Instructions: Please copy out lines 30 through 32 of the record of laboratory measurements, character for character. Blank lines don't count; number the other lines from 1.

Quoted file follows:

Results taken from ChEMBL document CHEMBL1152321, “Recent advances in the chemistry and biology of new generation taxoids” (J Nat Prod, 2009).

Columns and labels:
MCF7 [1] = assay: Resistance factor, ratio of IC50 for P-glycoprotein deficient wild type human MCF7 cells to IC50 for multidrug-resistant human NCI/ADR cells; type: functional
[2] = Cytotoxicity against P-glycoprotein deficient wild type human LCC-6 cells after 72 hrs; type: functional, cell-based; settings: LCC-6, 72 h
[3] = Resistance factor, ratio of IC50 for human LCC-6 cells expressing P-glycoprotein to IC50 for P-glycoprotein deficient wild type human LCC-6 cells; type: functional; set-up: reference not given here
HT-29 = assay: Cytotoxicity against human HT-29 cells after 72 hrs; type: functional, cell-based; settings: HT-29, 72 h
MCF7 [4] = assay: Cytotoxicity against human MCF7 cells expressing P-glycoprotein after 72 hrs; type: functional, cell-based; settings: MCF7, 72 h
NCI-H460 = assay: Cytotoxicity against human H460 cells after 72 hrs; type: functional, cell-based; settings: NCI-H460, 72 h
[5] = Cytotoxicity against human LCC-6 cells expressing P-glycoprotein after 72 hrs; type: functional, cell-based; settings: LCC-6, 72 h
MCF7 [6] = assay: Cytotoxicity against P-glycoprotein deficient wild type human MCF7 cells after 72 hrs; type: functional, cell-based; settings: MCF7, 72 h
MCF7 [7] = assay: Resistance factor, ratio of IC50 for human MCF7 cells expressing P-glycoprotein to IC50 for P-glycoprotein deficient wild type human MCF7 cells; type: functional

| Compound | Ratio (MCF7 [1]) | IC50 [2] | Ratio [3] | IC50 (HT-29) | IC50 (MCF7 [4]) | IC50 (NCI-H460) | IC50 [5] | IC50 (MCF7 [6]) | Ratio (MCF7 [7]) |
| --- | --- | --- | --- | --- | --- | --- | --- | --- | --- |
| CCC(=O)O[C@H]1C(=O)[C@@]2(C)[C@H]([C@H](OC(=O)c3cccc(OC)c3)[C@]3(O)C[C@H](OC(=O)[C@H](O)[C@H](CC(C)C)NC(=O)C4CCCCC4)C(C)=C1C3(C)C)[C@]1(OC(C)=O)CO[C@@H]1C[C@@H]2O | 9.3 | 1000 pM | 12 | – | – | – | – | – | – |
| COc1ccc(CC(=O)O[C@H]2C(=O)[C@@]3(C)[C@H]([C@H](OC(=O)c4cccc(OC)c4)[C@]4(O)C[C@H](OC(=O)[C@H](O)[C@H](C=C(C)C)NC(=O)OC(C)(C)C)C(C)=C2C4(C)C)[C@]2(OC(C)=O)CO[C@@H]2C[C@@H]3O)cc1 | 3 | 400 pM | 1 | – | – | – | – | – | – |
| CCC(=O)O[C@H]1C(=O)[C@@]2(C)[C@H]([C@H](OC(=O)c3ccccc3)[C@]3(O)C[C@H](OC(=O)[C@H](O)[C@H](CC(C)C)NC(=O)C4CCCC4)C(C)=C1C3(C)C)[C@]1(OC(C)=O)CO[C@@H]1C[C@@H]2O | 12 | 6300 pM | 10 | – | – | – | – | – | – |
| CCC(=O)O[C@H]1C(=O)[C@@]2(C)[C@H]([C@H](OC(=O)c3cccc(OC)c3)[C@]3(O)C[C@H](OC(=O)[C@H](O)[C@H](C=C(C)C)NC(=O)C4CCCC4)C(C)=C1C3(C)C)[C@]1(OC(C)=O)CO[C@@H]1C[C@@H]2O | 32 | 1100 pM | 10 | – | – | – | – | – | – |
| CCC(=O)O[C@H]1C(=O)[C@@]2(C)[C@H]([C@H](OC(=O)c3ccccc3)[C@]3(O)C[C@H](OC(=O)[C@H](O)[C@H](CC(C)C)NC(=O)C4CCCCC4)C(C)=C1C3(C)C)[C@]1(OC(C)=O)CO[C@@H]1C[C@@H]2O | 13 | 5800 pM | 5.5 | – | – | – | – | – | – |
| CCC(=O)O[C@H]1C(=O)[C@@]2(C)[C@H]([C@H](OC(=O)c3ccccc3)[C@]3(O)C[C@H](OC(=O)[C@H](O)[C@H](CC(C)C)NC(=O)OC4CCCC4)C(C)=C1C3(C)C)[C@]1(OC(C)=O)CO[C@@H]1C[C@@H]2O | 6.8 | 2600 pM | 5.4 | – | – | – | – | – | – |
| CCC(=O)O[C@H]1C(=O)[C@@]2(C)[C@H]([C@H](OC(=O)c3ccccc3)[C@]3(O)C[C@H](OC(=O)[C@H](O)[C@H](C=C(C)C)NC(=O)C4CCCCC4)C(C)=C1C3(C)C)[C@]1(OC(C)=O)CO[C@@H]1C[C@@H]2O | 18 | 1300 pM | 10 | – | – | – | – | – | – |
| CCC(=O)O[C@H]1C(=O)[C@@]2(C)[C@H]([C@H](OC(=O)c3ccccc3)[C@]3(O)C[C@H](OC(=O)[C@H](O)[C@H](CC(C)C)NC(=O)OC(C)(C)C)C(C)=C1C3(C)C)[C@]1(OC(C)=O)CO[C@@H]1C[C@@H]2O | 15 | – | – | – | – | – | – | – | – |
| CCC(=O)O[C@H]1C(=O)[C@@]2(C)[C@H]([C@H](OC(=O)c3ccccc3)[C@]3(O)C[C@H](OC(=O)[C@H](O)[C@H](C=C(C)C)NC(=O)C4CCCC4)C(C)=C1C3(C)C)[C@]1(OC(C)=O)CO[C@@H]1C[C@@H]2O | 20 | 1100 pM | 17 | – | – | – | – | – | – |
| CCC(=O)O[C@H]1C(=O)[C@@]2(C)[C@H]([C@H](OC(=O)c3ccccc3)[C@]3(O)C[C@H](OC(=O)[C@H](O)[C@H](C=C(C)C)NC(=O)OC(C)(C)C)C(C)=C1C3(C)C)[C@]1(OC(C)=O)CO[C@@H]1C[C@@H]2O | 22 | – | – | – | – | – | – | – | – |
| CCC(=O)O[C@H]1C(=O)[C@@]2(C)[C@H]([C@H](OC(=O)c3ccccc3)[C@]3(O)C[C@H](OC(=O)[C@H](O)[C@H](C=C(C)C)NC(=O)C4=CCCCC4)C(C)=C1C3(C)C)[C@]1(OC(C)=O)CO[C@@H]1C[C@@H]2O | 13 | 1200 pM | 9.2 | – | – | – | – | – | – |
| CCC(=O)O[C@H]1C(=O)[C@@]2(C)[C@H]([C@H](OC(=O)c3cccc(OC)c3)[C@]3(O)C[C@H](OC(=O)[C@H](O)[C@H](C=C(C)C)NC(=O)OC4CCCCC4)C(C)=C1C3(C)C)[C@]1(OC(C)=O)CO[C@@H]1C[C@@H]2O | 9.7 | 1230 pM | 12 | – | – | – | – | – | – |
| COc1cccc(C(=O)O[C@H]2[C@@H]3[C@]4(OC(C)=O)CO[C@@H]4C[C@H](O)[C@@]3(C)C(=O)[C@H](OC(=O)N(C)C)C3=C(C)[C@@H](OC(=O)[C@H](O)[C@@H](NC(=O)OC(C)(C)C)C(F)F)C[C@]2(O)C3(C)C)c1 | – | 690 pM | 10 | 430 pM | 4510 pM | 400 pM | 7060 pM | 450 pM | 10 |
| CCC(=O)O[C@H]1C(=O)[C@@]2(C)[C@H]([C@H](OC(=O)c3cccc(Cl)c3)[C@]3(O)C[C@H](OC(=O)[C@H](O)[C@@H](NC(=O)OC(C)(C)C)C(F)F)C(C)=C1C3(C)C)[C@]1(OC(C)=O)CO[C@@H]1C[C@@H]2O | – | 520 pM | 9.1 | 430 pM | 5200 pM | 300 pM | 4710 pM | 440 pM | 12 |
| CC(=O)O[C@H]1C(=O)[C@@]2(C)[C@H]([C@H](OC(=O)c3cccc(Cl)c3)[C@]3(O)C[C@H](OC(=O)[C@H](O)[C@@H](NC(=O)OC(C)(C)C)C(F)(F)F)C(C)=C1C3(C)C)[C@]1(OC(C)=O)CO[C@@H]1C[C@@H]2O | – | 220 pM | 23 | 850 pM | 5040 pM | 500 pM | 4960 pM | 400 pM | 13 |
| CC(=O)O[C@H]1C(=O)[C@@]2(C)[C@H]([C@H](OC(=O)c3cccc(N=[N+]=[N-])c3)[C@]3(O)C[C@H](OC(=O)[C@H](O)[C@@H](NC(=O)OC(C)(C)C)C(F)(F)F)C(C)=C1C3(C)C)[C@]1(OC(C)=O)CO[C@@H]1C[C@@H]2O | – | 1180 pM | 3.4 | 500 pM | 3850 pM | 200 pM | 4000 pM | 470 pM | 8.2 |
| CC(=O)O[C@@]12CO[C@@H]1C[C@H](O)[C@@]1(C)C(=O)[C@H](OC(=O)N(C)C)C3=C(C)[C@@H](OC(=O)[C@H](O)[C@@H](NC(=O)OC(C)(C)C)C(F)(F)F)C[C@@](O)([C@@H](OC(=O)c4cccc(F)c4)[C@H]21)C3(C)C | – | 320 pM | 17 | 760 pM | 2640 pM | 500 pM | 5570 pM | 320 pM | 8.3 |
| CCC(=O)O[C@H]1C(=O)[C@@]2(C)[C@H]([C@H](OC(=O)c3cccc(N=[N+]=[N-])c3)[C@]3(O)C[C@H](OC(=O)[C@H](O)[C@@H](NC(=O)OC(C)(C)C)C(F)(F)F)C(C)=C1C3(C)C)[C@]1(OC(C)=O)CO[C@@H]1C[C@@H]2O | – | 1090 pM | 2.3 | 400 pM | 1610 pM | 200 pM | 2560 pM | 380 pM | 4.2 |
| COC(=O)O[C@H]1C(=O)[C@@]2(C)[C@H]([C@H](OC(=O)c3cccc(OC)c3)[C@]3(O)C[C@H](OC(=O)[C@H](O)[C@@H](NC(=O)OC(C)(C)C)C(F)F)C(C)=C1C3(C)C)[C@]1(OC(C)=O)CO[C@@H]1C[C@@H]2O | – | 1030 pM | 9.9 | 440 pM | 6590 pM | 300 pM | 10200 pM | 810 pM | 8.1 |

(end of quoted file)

| CC(=O)O[C@@]12CO[C@@H]1C[C@H](O)[C@@]1(C)C(=O)[C@H](OC(=O)N(C)C)C3=C(C)[C@@H](OC(=O)[C@H](O)[C@@H](NC(=O)OC(C)(C)C)C(F)(F)F)C[C@@](O)([C@@H](OC(=O)c4cccc(F)c4)[C@H]21)C3(C)C | – | 320 pM | 17 | 760 pM | 2640 pM | 500 pM | 5570 pM | 320 pM | 8.3 |
| CCC(=O)O[C@H]1C(=O)[C@@]2(C)[C@H]([C@H](OC(=O)c3cccc(N=[N+]=[N-])c3)[C@]3(O)C[C@H](OC(=O)[C@H](O)[C@@H](NC(=O)OC(C)(C)C)C(F)(F)F)C(C)=C1C3(C)C)[C@]1(OC(C)=O)CO[C@@H]1C[C@@H]2O | – | 1090 pM | 2.3 | 400 pM | 1610 pM | 200 pM | 2560 pM | 380 pM | 4.2 |
| COC(=O)O[C@H]1C(=O)[C@@]2(C)[C@H]([C@H](OC(=O)c3cccc(OC)c3)[C@]3(O)C[C@H](OC(=O)[C@H](O)[C@@H](NC(=O)OC(C)(C)C)C(F)F)C(C)=C1C3(C)C)[C@]1(OC(C)=O)CO[C@@H]1C[C@@H]2O | – | 1030 pM | 9.9 | 440 pM | 6590 pM | 300 pM | 10200 pM | 810 pM | 8.1 |